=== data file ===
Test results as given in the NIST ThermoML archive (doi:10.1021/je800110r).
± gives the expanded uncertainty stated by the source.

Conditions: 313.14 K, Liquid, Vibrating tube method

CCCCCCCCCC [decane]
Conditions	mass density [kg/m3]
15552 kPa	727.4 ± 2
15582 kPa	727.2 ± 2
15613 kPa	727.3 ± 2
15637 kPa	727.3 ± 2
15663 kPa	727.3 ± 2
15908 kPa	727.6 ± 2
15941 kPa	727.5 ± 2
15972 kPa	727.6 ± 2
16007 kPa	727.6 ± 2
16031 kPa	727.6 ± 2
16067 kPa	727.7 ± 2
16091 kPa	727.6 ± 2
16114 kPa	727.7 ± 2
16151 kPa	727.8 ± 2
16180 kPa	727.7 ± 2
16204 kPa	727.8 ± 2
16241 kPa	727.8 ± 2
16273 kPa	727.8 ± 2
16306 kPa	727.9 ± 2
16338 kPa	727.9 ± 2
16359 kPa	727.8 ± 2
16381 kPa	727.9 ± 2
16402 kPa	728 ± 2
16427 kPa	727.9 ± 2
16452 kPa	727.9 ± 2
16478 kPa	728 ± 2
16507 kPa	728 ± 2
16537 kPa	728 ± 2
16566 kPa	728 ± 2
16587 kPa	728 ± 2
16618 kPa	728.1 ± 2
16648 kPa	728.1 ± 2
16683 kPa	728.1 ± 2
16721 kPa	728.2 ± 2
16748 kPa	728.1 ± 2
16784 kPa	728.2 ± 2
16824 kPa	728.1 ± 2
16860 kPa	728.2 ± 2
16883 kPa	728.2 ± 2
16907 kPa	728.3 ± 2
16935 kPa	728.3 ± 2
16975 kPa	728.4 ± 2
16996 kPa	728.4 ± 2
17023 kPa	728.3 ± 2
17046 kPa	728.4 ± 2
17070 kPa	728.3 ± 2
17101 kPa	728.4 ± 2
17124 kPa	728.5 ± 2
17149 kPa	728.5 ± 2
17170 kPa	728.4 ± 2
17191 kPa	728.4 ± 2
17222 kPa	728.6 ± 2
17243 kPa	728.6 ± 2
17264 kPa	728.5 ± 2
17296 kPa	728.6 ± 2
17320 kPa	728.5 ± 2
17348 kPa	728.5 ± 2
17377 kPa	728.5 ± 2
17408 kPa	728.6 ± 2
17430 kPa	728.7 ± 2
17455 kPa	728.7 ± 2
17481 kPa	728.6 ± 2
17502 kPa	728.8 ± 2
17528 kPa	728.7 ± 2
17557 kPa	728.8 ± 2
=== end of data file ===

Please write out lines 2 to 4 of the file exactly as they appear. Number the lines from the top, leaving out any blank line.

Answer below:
± gives the expanded uncertainty stated by the source.

Conditions: 313.14 K, Liquid, Vibrating tube method

CCCCCCCCCC [decane]